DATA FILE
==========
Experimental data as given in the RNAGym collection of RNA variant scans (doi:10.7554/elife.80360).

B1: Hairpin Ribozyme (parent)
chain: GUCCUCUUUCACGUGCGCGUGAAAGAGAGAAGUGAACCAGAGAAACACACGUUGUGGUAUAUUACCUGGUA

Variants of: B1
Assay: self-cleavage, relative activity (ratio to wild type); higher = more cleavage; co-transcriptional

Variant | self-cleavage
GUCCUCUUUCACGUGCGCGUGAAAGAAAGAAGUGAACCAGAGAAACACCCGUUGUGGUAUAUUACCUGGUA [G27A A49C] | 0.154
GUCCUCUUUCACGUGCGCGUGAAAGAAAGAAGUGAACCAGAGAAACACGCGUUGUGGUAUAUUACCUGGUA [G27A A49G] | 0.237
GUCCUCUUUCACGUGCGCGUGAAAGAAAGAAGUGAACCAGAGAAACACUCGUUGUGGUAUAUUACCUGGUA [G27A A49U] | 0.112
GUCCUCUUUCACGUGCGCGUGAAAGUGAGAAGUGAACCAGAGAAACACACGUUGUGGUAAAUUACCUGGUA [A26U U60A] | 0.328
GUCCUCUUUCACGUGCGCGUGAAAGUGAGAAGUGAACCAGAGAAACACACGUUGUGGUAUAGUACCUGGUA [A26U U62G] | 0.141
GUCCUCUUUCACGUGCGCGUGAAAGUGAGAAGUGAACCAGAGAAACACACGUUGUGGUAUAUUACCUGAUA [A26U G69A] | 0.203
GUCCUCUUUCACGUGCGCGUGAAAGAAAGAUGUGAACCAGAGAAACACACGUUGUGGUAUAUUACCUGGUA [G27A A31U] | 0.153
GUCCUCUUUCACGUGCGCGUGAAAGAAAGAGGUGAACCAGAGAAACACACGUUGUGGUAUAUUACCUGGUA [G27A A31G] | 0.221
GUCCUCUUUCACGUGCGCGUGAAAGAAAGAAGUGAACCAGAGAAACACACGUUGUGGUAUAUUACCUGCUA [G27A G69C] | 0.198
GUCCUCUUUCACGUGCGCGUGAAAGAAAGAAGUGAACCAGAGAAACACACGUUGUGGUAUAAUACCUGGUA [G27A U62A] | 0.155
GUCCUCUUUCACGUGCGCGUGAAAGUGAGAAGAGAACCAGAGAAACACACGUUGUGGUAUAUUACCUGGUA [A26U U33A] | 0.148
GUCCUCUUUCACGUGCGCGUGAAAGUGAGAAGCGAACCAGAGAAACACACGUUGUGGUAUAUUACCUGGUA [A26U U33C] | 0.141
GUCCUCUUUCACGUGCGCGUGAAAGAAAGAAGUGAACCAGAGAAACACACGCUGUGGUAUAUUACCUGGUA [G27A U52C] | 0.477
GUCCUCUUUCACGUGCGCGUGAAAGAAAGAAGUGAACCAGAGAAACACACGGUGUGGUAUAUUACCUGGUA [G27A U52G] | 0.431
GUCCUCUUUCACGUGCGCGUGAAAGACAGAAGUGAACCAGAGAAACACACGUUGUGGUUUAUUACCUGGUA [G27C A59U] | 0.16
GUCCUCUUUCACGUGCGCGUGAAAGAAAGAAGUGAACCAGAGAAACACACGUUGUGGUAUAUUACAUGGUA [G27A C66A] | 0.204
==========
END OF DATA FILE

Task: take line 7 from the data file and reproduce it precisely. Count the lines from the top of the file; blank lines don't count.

GUCCUCUUUCACGUGCGCGUGAAAGAAAGAAGUGAACCAGAGAAACACCCGUUGUGGUAUAUUACCUGGUA [G27A A49C] | 0.154